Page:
Us experts say the situation in Ukraine could exacerbate global energy shortages

2022-07-03 0 By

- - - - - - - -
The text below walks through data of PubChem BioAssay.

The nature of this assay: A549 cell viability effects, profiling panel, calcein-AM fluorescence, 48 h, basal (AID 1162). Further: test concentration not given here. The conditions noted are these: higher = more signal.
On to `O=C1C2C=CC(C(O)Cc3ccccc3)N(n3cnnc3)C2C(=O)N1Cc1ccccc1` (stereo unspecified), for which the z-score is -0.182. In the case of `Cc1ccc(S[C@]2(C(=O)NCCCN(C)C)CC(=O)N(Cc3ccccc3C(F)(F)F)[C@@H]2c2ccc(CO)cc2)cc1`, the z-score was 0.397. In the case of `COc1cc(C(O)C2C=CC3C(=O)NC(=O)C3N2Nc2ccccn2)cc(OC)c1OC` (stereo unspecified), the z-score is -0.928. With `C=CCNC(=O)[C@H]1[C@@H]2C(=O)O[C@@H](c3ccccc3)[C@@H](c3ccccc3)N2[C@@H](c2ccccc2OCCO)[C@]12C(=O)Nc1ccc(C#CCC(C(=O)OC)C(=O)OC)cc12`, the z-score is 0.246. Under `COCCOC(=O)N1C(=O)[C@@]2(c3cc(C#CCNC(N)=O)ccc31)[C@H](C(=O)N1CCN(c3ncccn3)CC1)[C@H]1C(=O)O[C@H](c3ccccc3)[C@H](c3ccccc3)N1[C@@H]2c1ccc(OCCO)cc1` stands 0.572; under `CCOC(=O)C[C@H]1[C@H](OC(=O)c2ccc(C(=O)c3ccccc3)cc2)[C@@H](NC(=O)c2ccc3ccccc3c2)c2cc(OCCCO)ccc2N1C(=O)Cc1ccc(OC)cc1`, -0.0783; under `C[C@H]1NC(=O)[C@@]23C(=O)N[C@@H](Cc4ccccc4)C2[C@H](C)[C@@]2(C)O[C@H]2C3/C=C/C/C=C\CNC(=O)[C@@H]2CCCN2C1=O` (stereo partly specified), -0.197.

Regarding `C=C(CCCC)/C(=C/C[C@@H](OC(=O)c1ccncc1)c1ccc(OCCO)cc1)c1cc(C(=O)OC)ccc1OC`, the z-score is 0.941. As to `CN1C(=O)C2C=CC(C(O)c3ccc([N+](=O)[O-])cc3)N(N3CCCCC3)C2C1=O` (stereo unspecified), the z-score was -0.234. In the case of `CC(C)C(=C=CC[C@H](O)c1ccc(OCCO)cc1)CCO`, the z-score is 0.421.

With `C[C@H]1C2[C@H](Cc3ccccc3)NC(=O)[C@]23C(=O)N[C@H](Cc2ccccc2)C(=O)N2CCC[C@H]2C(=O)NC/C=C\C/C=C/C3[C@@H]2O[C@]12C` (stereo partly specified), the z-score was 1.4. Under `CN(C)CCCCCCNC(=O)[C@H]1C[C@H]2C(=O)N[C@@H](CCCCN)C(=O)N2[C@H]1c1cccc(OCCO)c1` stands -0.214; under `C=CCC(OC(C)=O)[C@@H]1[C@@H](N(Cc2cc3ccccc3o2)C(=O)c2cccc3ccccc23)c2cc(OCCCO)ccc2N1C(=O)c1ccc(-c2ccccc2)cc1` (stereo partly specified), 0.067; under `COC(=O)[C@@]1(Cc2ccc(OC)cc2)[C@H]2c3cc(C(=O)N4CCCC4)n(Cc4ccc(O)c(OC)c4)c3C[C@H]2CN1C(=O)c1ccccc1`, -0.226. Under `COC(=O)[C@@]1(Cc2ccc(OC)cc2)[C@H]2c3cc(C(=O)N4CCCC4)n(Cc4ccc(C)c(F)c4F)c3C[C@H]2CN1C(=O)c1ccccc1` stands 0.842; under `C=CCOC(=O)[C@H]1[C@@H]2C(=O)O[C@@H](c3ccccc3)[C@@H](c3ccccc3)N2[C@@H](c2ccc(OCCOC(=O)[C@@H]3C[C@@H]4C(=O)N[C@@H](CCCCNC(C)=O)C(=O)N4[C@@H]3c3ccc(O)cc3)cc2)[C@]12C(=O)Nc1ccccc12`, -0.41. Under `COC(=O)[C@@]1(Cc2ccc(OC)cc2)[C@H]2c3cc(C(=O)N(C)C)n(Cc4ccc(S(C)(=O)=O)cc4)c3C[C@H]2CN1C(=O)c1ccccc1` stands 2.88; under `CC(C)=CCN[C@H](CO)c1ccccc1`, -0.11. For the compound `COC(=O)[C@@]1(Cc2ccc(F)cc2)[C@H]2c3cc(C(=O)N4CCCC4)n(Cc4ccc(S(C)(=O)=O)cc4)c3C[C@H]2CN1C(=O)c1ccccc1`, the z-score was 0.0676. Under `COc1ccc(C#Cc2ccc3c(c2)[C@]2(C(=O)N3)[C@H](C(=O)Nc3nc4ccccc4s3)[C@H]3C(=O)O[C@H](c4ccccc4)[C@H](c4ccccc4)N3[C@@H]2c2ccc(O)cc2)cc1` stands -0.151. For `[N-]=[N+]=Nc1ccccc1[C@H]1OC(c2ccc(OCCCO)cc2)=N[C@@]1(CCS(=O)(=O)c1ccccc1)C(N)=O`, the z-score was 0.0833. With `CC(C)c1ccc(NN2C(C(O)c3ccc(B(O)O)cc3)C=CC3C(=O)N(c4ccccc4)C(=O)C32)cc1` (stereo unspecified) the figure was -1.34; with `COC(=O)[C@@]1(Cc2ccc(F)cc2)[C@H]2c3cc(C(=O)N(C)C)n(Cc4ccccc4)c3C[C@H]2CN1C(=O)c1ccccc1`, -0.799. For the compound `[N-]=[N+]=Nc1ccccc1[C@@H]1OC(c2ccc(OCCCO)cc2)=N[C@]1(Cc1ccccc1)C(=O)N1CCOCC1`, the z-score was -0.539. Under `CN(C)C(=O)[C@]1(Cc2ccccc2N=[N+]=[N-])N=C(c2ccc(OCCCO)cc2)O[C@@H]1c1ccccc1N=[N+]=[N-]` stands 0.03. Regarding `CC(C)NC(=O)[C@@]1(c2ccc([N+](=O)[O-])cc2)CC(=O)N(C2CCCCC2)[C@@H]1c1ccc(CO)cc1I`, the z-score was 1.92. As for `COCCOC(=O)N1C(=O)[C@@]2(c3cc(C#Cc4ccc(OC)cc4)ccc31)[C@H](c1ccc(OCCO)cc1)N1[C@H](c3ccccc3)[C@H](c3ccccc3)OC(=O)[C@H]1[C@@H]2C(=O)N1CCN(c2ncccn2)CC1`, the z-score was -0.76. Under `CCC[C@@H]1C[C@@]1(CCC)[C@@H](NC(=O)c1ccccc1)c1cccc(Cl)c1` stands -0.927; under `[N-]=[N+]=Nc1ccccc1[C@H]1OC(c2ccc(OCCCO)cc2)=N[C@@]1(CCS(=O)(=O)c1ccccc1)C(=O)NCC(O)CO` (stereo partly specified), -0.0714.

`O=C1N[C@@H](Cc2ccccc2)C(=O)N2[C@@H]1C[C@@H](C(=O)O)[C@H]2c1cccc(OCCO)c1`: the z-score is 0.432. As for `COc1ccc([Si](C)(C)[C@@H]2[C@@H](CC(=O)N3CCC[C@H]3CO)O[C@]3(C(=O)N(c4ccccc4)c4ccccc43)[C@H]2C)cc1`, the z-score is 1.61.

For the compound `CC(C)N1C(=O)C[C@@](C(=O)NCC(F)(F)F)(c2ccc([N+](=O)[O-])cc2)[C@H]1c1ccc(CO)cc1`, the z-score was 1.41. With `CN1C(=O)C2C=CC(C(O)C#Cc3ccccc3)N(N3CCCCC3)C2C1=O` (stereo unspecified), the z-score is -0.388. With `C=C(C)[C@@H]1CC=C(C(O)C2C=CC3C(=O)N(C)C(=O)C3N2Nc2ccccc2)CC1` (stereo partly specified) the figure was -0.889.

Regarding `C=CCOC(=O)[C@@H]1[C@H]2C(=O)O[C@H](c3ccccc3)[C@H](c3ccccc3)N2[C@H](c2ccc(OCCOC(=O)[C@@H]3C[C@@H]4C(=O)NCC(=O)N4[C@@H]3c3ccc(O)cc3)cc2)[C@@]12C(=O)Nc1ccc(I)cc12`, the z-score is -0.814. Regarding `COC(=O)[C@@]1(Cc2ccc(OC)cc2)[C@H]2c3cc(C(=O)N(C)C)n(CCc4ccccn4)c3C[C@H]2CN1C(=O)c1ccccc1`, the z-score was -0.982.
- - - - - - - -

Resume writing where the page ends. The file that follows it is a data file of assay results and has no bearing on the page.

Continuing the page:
The international benchmark oil price briefly rose above $105 a barrel on Wednesday, its highest level since 2014, as global stock and commodity markets roiled in the wake of major oil producer Russia’s military action in Ukraine.Oil prices fell to $99 a barrel after U.S. President Joe Biden announced new sanctions against Russia that did not target Russian oil and gas exports.Several U.S. industry experts expect oil prices to remain high this year.Us media reported that geopolitical risks “could lead to a rise in global energy prices or exacerbate global supply shortages”, posing risks to economic growth prospects.Ed Hirsch, an energy scholar at the University of Houston, believes Russia could cut off gas supplies not only to Europe, but also to the rest of the world.A worsening situation in Ukraine could send oil prices significantly higher.Europe typically stores gas in the summer for winter, and sanctions on Russian oil and gas may be bearable in the short term, but could lead to an energy crisis in Europe in the longer term, said Katerina Firpenko, an analyst with wood Mackenzie.Texas is a leading producer of U.S. oil and a leading exporter of LIQUEFIED natural gas.Carl Ingham, an economist with the Texas Alliance of Energy Producers, said oil and gas producers in Texas and even the United States could fill some of the void if Russia limits or stops gas exports to Europe.Higher oil prices also mean more profits for Texas oil and gas producers due to increased demand, which is expected to boost the industry’s growth in the short term.But several analysts here believe the boost will be short-term for now, with energy consumers around the world footing the bill for higher energy costs.Texas A&M University economist Eric Lewis said high oil prices are “a bad thing for people who have to pay their electricity bills, gas bills or people who drive cars.”Gabriel Collins, an energy affairs fellow at Rice University’s Baker Institute for Public Policy, said the United States would hurt global energy consumers if it imposed sanctions on Russia’s oil and gas industry, either financially or in concert with its Allies.By targeting Russian oil, Washington “would be targeting their economic centre of gravity, but it could also be targeting the pocketbooks of its own consumers”.Biden has said that while imposing sanctions on Russia, he will try to avoid any significant impact on the U.S. economy, particularly on energy prices.Well-known energy experts, they exceed company vice chairman Daniel yergin recently wrote in the Wall Street journal, although in January this year, the United States exports to Europe’s liquefied natural gas (LNG) for the first time in history more than Russia’s pipeline run, but if Russia completely interrupt gas exports to Europe, America’s natural gas exports to make up for the shortfall,Europe would be in a quandary, having to restart coal and nuclear facilities to generate electricity.Earlier this month, the U.S. Energy Information Administration released its Short-term Energy Outlook forecast that U.S. crude oil production will average 12 million barrels per day in 2022, 760,000 barrels more than in 2021.The report predicts that international crude oil prices will remain high through 2023, pushing AVERAGE U.S. crude production to a record 12.6 million barrels a day.